Jaxson had more complications than the doctors originally thought. And his life, which had a timeline of 7-8 years old from birth, would have been a struggle for him. I remember coming home from the hospital a shell of the person I once was. I would walk around my house screaming at God to “Give me my baby back.” I just wanted my little boy back. I still long for him every day. I think about him constantly, and I have never stopped wanting him.
The race to get pregnant again was in full force. Not to replace our son, but to attempt to fill a void we now had eating away at our hearts. We lost two more babies after Jaxson. I can never fully describe what it is like watching your children’s heartbeats fade on a screen in front of you. All I can say is it’s the most helpless feeling in the world. All I wanted to do was hold them, comfort them, and tell them how much they were wanted, loved, and needed.
As time goes on, the pain grows along with the hole in our hearts. We went through fertility treatments with our second baby, only for us to realize that getting pregnant was not the issue, it was holding onto them. We did genetic testing, chromosomal testing, and I was poked and prodded in order to get to the bottom of what it would take for me to have a successful pregnancy. When we finally stepped back and took a breath, a miracle happened.
John and I are currently expecting again, with a healthy, precious little girl. A little girl we have prayed over and desperately longed for. We are the farthest in pregnancy we have ever been, and we are beyond grateful. John and I have been through every face of fertility. We have learned more about our own bodies, and each other. I had to learn that my husband’s grieving process would not mirror mine, but he would be the biggest support to save me from walking off the edge. I had to learn that when the time came for my husband to grieve—a good solid month or so after I began—I would see a side of him so deeply tucked away that the over-analyzer in me had to step back and go into autopilot caretaker. Consoling a 6 foot 4 man, who is the support and love of our family is a position I had to navigate through carefully. In doing so, I learned more about our love than I ever could have imagined.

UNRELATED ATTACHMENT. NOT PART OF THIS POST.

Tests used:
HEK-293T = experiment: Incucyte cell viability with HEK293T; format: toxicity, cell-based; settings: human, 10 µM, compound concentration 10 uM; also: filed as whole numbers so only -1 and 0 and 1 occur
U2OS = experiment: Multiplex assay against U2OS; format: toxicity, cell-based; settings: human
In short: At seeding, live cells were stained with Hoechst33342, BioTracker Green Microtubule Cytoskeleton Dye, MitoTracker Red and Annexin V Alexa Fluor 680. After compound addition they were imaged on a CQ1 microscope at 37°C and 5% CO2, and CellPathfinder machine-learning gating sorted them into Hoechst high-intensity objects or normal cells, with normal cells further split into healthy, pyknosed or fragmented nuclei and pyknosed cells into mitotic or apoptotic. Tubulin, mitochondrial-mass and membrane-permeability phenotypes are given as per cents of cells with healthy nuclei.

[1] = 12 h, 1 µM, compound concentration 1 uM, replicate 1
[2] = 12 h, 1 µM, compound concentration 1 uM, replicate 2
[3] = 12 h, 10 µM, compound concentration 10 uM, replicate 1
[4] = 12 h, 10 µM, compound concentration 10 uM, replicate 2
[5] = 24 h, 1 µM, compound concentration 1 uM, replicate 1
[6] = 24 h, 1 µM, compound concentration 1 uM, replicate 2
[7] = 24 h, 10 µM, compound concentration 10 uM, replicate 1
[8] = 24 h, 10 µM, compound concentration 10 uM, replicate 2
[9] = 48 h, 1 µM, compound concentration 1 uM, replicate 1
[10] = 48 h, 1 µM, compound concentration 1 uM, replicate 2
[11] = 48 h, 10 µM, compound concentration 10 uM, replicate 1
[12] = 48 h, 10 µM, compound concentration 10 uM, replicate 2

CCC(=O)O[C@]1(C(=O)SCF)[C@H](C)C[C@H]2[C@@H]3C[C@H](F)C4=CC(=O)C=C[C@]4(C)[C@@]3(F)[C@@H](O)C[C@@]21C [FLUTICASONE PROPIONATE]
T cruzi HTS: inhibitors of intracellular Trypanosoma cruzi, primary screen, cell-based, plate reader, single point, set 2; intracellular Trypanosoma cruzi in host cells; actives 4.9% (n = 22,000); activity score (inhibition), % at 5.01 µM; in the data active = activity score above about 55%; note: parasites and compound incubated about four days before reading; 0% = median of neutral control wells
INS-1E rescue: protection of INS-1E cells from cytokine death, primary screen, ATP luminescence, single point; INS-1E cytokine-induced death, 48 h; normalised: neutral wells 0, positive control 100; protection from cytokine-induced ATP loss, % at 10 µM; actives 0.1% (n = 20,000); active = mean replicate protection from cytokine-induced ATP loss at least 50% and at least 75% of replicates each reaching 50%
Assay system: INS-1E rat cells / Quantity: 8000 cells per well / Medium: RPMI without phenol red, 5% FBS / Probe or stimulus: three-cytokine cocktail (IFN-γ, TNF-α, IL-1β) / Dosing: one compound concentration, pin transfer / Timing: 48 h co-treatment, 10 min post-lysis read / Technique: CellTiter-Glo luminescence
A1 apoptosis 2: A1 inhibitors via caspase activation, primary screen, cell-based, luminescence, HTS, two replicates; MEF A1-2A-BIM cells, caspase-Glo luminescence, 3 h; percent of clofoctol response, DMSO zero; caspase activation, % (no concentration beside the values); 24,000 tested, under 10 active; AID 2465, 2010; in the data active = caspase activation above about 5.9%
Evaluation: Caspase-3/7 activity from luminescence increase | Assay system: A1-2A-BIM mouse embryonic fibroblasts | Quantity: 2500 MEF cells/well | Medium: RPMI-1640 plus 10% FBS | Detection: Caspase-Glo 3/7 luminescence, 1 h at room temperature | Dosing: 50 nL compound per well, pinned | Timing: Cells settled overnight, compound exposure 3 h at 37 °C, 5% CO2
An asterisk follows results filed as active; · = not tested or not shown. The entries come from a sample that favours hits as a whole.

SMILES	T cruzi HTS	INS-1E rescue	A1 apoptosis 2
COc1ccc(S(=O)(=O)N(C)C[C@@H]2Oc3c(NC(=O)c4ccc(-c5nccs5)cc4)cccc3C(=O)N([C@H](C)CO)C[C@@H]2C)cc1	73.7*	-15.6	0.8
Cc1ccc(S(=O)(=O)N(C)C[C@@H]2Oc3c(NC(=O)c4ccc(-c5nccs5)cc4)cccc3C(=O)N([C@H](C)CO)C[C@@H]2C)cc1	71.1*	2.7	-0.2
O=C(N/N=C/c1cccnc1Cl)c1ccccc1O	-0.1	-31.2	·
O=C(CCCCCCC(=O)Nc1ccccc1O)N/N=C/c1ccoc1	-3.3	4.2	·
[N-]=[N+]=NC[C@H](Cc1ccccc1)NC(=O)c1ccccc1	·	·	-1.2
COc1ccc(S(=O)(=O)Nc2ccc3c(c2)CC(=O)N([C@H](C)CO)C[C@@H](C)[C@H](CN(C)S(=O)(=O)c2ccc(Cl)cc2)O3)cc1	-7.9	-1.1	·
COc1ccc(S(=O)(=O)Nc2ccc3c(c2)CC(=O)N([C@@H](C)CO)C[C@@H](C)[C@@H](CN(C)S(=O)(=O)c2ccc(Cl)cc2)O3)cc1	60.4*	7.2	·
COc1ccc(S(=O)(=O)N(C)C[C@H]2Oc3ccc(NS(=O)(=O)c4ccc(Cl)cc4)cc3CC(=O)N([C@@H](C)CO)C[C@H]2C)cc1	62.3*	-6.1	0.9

We still have days that are not easy to walk through. Mother’s Day was a difficult first for me this year, as Father’s Day was for John. But now we walk forward with this new pregnancy with the gratefulness and understanding of how lucky we are.
At the same time, we take the time to look back at our losses so as to never forget our family and how it got started. A mother of a lost child’s biggest fear is someone forgetting her babies. We talk about them often; they are a part of us and always will be. And one day, we will tell our little girl how she was handpicked from heaven by her other siblings. We will walk forward, and glance back when we feel the need to while being grateful for where are right now.
Part of me wants to tell other women and families who are dealing with infertility or baby loss that they will get through it and that it will all work out the way they want it to. However, anyone going through a fertility struggle knows that the last thing they want to hear is “it will happen when it’s supposed to” or “if it’s meant to be it will be.” I will tell you, however, that you know your body best. You know what you are capable of.
Time will help, but may not completely heal you. Take time for you. Take time to move forward and at the same time, never be afraid to look back. You are stronger than you think, and you will overcome any challenge that is set in your way. Have faith and believe. You got this, sister!
Ashley J. is a woman who fell in love with her middle school crush, an entrepreneur, and a music creator/artist with a double life. She is also a 3x Billboard recording artist, a businesswoman, and a mother of 3 angel babies who is currently expecting a little one this Fall 2020. Ashley’s journey to motherhood hasn’t been easy, and it has been a road less desirable. However, her journey has shaped and prepared her to be the best mother, wife, and woman she can be.